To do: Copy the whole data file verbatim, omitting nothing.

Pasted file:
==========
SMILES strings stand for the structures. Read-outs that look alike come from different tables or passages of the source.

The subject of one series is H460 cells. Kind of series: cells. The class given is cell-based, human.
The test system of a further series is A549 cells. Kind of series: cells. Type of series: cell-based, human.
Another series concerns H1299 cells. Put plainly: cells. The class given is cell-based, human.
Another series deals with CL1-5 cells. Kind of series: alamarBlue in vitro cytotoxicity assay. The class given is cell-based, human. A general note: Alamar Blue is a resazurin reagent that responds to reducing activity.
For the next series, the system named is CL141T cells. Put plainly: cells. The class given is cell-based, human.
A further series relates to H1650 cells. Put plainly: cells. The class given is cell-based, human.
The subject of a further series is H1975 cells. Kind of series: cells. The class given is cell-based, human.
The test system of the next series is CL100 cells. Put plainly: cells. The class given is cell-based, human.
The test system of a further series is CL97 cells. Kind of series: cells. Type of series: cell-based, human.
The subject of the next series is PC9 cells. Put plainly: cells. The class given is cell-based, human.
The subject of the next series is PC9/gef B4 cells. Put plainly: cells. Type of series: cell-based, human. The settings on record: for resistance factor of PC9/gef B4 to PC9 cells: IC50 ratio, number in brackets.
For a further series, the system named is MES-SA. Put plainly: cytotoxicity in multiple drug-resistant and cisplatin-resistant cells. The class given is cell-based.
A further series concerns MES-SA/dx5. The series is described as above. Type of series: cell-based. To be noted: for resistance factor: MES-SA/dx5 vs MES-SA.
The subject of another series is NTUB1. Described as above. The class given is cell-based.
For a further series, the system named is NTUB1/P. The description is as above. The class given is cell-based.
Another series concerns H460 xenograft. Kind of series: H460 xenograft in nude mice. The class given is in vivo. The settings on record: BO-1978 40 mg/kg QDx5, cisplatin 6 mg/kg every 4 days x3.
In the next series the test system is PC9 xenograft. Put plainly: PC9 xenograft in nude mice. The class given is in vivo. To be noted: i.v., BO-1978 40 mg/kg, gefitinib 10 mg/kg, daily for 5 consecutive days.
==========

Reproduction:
SMILES strings stand for the structures. Read-outs that look alike come from different tables or passages of the source.

The subject of one series is H460 cells. Kind of series: cells. The class given is cell-based, human.
The test system of a further series is A549 cells. Kind of series: cells. Type of series: cell-based, human.
Another series concerns H1299 cells. Put plainly: cells. The class given is cell-based, human.
Another series deals with CL1-5 cells. Kind of series: alamarBlue in vitro cytotoxicity assay. The class given is cell-based, human. A general note: Alamar Blue is a resazurin reagent that responds to reducing activity.
For the next series, the system named is CL141T cells. Put plainly: cells. The class given is cell-based, human.
A further series relates to H1650 cells. Put plainly: cells. The class given is cell-based, human.
The subject of a further series is H1975 cells. Kind of series: cells. The class given is cell-based, human.
The test system of the next series is CL100 cells. Put plainly: cells. The class given is cell-based, human.
The test system of a further series is CL97 cells. Kind of series: cells. Type of series: cell-based, human.
The subject of the next series is PC9 cells. Put plainly: cells. The class given is cell-based, human.
The subject of the next series is PC9/gef B4 cells. Put plainly: cells. Type of series: cell-based, human. The settings on record: for resistance factor of PC9/gef B4 to PC9 cells: IC50 ratio, number in brackets.
For a further series, the system named is MES-SA. Put plainly: cytotoxicity in multiple drug-resistant and cisplatin-resistant cells. The class given is cell-based.
A further series concerns MES-SA/dx5. The series is described as above. Type of series: cell-based. To be noted: for resistance factor: MES-SA/dx5 vs MES-SA.
The subject of another series is NTUB1. Described as above. The class given is cell-based.
For a further series, the system named is NTUB1/P. The description is as above. The class given is cell-based.
Another series concerns H460 xenograft. Kind of series: H460 xenograft in nude mice. The class given is in vivo. The settings on record: BO-1978 40 mg/kg QDx5, cisplatin 6 mg/kg every 4 days x3.
In the next series the test system is PC9 xenograft. Put plainly: PC9 xenograft in nude mice. The class given is in vivo. To be noted: i.v., BO-1978 40 mg/kg, gefitinib 10 mg/kg, daily for 5 consecutive days.